Finally, he tells her there is no way he is changing his mind. He will fight on.

You will do well not to doubt this:

Since I have not resigned, I will proceed to shout this.

The Constitution says absolutely nothing about this!

Ginsburg replies with calm reason, asking Scalia to consider a different approach.

How many times must I tell you, dear Mister Justice Scalia,

You'd spare us such pain if you'd just entertain this idea.

You are searching in vain for a bright-line solution,

To a problem that isn't so easy to solve.

But the beautiful thing about our Constitution is that

Like our society, it can evolve.

Our Founders, of course, were men of great vision, she says, but their culture restricted how far they could go. So to us, they bequeathed the decision to allow certain meanings to flourish and grow.

We are freeing the people we used to hold captive, who deserve to be more than just servants or wives.

If we hadn't been willing to be so adaptive, can you honestly say we'd have led better lives?

In his finale, Scalia replies with characteristic flourish, on a soaring high note, followed by this harrumph: "Anyway, that's my view, and it happens to be correct."

'A Great Diva'

After the performance, the two justices congratulated Wang and the two singers, both Peabody Conservatory graduates: tenor Peter Scott Drackley, who sang the Scalia role, and soprano Kimberly Christie, who sang the Ginsburg role.

"It was wonderful," Scalia said, adding, "If I had my choice, I'd be a tenor."

In fact, he says, he's "a crypto-tenor" — meaning, he's a baritone.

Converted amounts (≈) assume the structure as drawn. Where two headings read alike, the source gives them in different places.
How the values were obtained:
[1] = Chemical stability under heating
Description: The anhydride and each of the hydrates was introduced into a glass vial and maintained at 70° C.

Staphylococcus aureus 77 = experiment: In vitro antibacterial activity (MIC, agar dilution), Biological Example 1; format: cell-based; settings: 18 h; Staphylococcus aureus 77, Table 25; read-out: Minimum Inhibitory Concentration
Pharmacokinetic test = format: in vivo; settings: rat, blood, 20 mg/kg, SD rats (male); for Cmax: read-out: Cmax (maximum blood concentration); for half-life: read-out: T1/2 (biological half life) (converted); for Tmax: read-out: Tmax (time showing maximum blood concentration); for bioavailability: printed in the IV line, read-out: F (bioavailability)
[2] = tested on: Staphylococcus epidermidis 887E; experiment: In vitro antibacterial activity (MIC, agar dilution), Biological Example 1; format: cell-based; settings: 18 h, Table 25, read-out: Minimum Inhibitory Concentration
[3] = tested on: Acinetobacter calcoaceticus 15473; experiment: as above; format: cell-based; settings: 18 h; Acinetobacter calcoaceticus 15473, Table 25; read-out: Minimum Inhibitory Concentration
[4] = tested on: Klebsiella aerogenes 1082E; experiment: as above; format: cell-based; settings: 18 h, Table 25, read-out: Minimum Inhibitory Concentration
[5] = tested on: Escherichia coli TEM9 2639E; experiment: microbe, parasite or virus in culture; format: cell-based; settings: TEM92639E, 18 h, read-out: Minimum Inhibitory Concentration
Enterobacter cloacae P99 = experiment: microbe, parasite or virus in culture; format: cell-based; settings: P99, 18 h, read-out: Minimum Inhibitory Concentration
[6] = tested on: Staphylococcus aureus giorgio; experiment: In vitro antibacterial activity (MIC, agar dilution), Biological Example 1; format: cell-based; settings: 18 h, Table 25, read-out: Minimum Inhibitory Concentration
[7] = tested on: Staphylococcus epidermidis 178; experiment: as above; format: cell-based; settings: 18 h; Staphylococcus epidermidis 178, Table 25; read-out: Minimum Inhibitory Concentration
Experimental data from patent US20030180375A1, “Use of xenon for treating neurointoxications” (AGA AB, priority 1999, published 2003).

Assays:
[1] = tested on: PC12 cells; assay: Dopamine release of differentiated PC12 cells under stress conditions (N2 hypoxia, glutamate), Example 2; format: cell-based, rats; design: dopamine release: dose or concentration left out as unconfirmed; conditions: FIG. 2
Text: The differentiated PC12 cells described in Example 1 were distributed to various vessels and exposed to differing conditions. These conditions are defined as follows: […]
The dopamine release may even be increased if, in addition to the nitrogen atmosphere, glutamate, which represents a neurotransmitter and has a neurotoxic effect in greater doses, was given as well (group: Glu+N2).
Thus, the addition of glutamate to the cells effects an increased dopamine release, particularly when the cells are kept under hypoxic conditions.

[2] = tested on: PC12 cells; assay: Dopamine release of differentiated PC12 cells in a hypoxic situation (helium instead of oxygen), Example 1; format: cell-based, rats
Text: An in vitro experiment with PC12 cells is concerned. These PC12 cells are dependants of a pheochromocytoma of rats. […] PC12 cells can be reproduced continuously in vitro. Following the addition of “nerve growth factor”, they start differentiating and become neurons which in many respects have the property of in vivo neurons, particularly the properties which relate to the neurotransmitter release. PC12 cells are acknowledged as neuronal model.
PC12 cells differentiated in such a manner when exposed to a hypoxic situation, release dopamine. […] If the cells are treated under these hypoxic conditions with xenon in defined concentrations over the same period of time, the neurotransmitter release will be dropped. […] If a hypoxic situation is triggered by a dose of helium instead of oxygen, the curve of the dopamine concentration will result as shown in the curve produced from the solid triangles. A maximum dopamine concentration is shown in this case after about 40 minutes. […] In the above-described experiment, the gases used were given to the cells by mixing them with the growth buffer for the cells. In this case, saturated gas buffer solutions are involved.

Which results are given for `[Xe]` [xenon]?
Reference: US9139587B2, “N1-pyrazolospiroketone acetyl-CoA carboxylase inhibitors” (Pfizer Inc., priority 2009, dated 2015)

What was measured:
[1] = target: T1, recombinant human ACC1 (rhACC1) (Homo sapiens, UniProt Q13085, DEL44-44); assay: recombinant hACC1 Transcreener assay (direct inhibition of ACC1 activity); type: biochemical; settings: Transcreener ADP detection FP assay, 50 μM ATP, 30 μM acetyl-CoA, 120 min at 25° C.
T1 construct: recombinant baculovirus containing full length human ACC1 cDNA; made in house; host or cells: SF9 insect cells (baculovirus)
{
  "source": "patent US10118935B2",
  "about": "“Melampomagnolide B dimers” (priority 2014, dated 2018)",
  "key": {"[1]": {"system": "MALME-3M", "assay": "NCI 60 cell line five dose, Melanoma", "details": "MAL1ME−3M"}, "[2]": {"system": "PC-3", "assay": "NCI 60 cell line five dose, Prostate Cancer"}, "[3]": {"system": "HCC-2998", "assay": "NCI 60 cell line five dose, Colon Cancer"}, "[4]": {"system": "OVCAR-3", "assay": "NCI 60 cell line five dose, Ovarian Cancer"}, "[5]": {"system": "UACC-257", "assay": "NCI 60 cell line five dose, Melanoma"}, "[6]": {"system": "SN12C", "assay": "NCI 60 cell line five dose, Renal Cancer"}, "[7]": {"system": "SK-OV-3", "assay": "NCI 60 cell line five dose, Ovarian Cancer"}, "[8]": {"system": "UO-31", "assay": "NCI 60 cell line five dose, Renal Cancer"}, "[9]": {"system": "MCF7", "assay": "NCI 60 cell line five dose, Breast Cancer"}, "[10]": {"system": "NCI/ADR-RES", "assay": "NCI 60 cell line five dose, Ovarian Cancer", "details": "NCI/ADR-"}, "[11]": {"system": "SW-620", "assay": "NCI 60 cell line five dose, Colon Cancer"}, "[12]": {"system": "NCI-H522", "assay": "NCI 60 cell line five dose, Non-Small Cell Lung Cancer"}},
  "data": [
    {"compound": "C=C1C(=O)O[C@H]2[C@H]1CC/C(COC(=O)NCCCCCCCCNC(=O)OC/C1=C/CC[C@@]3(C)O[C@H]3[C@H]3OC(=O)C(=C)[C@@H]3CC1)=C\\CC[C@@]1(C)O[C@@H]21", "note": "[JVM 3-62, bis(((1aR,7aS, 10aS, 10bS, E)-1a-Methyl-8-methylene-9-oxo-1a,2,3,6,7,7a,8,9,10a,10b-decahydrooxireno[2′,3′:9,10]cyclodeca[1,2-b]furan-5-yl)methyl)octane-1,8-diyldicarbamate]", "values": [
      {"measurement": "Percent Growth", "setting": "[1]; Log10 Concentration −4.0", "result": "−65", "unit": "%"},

As for Ginsburg, she just sighs.

"The truth is, if God could give me any talent in the world, I would be a great diva."

Instead, she is the court's diva, playing regularly opposite divo Antonin Scalia. Their run resumes on the first Monday in October, when the new term begins.

Copyright 2013 NPR. To see more, visit http://www.npr.org/.

Transcript

ROBERT SIEGEL, HOST:

We're going to end this half hour of our program with an unusual scoop from two justices of the Supreme Court. Last month, an historic term ended with big decisions on gay marriage, voting rights and affirmative action. And soon thereafter, the justices fled town for a little R&R.

But just before they left town, two justices known for their opposing views - Justice Antonin Scalia, leader of the court's conservative wing, and Justice Ruth Bader Ginsburg, leader of the liberal wing - invited NPR's Nina Totenberg to hear their arguments set to music.

NINA TOTENBERG, BYLINE: In that last Lollapalooza of a legal week, Scalia and Ginsburg each dissented loudly from the bench, but never together.

(SOUNDBITE OF MUSIC)

TOTENBERG: Still, the day after the gavel banged to end the term, the two happily sat and listened to a replay in song of their long-running constitutional duel. The two love to spar over ideas but are united in their love of opera, which is what brought them together on this day, to the east conference room of the Supreme Court. They were hearing a preview of an opera about their supreme disagreements.

The composer is Derrick Wang, a talented musician who, while in law school at the University of Maryland, became fascinated by Justice Scalia's dissents.

DERRICK WANG: I realized this is the most dramatic thing I've ever read in law school.

(LAUGHTER)